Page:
Frequently Asked Questions

Q.1. What are 1G, 2G, 2.5G, 3G & 4G?
Ans: Technically generations are defined: 1G networks (NMT, AMPS, TACS) are considered to be the first analog cellular systems, which started early 1980s. There were radio telephone systems even before that. 2G networks (GSM, cdmaOne, DAMPS) are the first digital cellular systems launched early 1990s. 2.5G networks (GPRS, cdma2000 1x) are the enhanced versions of 2G networks with data rates up to about 144kbit/s. 3G networks (UMTS FDD and TDD, cdma2000 1x EVDO, cdma2000 3x, TD-SCDMA, Arib WCDMA, EDGE,IMT-2000 DECT) are the latest cellular networks that have data rates 384kbit/s and more. 4G is mainly a marketing buzzword at the moment. Some basic 4G research is being done, but no frequencies have been allocated. The Forth Generation could be ready for implementation around 2012.

IS-95A » IS-95B » CDMA2000 3xRTT » CDMA 2000 1xRTT rel0 » CDMA2000 1xRTT relA » CDMA2000 1xEV-DO » CDMA2000 1xEV-DV

Q.2.What is UMTS?
Ans: Universal Mobile Telecommunications System is the European implementation of the 3G wireless phone system. UMTS, which is part of IMT-2000, provides service in the 2GHz band and offers global roaming and personalized features. Designed as an evolutionary system for GSM network operators, multimedia data rates up to 2 Mbps are expected using WCDMA. The UMTS is not a replacement of 2nd generation technologies (e.g. GSM, DCS1800, CDMA, DECT etc.), which will continue to evolve to their full potential.

Q.3 .What is the difference between cdma2000 and UMTS?
Ans: Cdma2000 and UMTS were developed separately and are 2 separate ITU approved 3G standards. Cdma2000 1xRTT, cdma2000 1xEV-DO (EVolution, Data Only) and future cdma2000 3x were developed to be backward compatible with cdmaOne. Both 1x types have the same bandwidth, chip rate and it can be used in any existing cdmaOne frequency band and network. Backward compatibility was a requirement for successful deployment for USA market. It is easy to implement because operators do not need new frequencies.

Q.4. How is UMTS different from current second generation networks?
Ans:

  • Higher speech quality than current networks ,Addition to speech traffic UMTS, together with advanced data and information services, will be a multimedia network.
  • UMTS is above 2G mobile systems for its potential to support 2Mbit/s data rates.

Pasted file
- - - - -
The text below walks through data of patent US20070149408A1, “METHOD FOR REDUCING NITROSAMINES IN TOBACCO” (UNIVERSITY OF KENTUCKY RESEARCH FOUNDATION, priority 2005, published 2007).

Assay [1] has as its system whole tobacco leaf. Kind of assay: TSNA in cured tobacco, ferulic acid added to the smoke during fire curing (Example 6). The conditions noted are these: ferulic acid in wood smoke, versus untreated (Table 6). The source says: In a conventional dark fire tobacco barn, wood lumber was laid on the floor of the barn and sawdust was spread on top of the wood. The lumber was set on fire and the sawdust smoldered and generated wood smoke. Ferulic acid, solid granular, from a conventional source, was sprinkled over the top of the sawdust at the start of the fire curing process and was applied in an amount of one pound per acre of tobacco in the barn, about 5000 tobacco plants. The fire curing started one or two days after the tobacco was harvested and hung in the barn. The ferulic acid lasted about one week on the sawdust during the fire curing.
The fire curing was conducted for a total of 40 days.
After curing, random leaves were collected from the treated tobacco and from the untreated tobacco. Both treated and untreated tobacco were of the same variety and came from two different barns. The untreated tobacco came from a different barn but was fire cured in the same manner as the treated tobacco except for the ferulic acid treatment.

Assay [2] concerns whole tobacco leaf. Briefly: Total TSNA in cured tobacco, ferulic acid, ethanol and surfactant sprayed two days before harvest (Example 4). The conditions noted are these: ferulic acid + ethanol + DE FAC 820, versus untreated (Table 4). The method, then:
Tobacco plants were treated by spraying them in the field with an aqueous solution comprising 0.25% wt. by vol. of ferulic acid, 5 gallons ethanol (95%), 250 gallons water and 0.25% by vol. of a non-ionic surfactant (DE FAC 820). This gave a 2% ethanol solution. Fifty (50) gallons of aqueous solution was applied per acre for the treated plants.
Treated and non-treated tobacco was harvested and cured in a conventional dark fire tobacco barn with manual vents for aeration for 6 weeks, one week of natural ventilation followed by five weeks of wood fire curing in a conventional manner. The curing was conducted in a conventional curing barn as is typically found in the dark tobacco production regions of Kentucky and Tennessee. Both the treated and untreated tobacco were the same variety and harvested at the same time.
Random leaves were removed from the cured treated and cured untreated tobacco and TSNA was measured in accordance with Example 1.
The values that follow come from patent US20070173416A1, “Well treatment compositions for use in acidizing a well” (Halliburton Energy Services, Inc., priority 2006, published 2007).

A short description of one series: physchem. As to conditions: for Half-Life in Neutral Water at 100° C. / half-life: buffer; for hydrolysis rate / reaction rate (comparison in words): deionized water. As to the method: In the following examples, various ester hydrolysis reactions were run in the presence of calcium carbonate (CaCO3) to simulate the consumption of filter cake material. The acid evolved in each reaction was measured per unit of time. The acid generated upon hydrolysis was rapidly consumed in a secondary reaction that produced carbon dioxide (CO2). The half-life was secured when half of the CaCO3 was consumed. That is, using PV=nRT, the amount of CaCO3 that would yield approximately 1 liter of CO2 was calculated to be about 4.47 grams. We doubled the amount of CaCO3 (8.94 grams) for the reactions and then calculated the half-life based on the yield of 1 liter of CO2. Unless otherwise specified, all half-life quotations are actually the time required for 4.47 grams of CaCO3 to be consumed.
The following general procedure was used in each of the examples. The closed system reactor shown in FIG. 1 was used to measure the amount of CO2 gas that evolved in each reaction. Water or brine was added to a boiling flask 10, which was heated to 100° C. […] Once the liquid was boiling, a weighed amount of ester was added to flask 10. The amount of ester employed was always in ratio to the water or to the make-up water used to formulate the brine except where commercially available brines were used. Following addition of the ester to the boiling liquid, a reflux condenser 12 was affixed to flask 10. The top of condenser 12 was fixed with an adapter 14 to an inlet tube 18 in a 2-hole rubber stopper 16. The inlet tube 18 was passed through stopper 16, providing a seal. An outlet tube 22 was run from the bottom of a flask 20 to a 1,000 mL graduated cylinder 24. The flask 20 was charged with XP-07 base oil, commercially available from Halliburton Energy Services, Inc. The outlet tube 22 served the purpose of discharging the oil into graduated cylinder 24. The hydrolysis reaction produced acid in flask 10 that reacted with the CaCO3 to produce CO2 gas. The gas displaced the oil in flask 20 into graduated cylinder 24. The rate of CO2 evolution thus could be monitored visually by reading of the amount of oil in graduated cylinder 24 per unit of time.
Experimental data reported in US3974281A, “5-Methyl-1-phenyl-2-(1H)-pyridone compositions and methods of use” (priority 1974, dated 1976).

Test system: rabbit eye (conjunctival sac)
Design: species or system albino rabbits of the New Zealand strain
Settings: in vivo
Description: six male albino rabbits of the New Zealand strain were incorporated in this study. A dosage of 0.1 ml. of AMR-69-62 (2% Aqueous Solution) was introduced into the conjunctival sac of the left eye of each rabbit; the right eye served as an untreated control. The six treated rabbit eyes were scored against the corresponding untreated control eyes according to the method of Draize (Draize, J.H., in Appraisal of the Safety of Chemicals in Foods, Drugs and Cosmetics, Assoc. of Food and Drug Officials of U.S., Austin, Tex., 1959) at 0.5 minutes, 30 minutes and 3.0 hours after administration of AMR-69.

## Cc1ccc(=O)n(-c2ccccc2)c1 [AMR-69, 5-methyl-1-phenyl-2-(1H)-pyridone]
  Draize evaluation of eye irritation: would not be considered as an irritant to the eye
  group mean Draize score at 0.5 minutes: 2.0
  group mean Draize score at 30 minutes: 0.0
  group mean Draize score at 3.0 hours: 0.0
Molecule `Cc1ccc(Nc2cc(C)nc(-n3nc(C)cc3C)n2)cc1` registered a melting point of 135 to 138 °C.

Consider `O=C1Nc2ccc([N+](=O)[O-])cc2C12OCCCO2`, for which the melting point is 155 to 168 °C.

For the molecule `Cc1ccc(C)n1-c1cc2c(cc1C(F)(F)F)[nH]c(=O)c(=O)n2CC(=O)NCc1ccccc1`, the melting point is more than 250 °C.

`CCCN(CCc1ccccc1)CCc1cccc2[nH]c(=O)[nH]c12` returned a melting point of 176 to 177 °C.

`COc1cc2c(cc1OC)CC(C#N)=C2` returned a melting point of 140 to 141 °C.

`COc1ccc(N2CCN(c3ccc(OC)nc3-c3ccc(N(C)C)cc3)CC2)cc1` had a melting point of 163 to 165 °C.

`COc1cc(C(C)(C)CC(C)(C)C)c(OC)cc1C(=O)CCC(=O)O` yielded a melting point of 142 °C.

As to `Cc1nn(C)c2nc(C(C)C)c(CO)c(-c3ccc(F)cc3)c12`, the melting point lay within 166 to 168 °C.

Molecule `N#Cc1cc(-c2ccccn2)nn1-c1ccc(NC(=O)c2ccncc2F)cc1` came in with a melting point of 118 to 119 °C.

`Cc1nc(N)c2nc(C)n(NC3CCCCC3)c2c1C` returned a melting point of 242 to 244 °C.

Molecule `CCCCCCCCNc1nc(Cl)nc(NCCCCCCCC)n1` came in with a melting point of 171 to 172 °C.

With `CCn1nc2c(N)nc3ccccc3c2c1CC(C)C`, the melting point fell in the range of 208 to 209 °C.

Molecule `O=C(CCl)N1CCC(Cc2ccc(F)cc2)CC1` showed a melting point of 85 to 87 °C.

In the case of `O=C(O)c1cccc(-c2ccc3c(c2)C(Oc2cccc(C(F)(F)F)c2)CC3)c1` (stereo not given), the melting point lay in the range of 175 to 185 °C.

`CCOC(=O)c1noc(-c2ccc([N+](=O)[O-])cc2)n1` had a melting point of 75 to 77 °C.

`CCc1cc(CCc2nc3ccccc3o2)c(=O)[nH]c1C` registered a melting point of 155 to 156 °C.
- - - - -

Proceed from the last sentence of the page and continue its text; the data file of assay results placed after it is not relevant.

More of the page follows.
• UMTS is a real global system, comprising both terrestrial and satellite components.
  • Consistent service environment even when roaming via "Virtual Home Environment" (VHE). A person roaming from his network to other UMTS operators, user will experience a consistent set of services thus "feeling" on his home network, independent of the location or access mode (satellite or terrestrial)

Q.5. What is the 3G status in the India?
Ans: India's Bharti AirTel plans to roll out 3G services on a national level by end of 2006.Currently in India, GSM operators are at odds with CDMA operators over the future of 3G spectrum in the 1900 MHz band. I Reliance Infocomm, commercially launched Reliance IndiaMobile's, third-generation (3G) CDMA2000 1X services on May 1, 2003. The Reliance IndiaMobile service marks the first CDMA2000 1X nationwide commercial launch in India, bringing advanced wireless data and voice services.

Q.6. Will the future 3G handsets be compatible with 2G systems and PCs?
Ans: Some of the 3G mobiles will be dualband UMTS/GSM handsets (available late 2002?) and will be able to perform UMTS-GSM handovers. Current GSM phones will not work in 3G networks. Several SIM card manufacturers now offer cards compatible with 2G and 3G systems.

Q.7. How is 3G different to GSM or CDMA?
Ans: 3G differs from GSM and CDMA as it is a network operating at a different frequency to GSM and CDMA, allowing for faster speeds when using services on this network.

Q.8. Do I need a special kind of mobile phone?
Ans:
To access specific features of 3G, you will require a compatible handset with an 3G SIM. Please check with sales staff to ensure your handset is 3G enabled.

Q.9. Will my MMS and SMS still work?
Ans:
MMS and SMS will still work when you have a 3G phone.

Q.10. Is video calling only available on 3G?
Ans: Currently customers will only be able to access the video calling feature if they have a 3G SIM and a 3G mobile handset. Video calls can only be made in a 3G coverage area.

Q.11. What is the difference between 3G and 2.5G?
Ans: The term 3G refers to the next generation of wireless communications technology, the "first generation" having been analogue cellular, and the "second generation" (2g and 2.5G) being today's existing GSM/GPRS networks. 3G aims to provide universal, high-speed, high bandwidth support to bandwidth hungry applications such as full motion videos, video calling and full Internet access. Video Calling is one of the most exciting things about 3G is being able to see your friends as you are calling them.

Q.12. What is 3GPP and how is it related to 3G Wireless?
Ans: The 3rd Generation Partnership Project (3GPP) is a collaboration agreement that was established in December 1998.The collaboration agreement brings together a number of telecommunications standards bodies which are known as“Organizational Partners”. The current Organizational Partners are ARIB, CCSA, ETSI, ATIS, TTA, and TTC. Their website is http://www.3gpp.org. 3GPP is in charge of standardising WCDMA technology that is the most popular 3G Wireless standard.

Q.13. What is TDD and FDD?
Ans: TDD stands for Time Division Duplex and FDD stands for Frequency Division Duplex. They are different modes of CDMA. In FDD mode of transmission both the Transmitter and the Receiver transmit simultaneously. This simultaneous transmission is possible because they are both on different frequencies. In TDD mode of operation either Transmitter or Receiver can transmit at one time. This is because they use the same frequency for the transmission.

Q.14. How is UMTS subscriber differentiated from a GSM subscriber?
Ans:
UMTS subscriber differentiated from a GSM subscriber based on SIM card. For UMTS and GSM subscriiber the SIM is different. UMTS subscriber uses USIM while GSM one uses SIM.

Q.15. How is CDMA superior to TDMA?
Ans: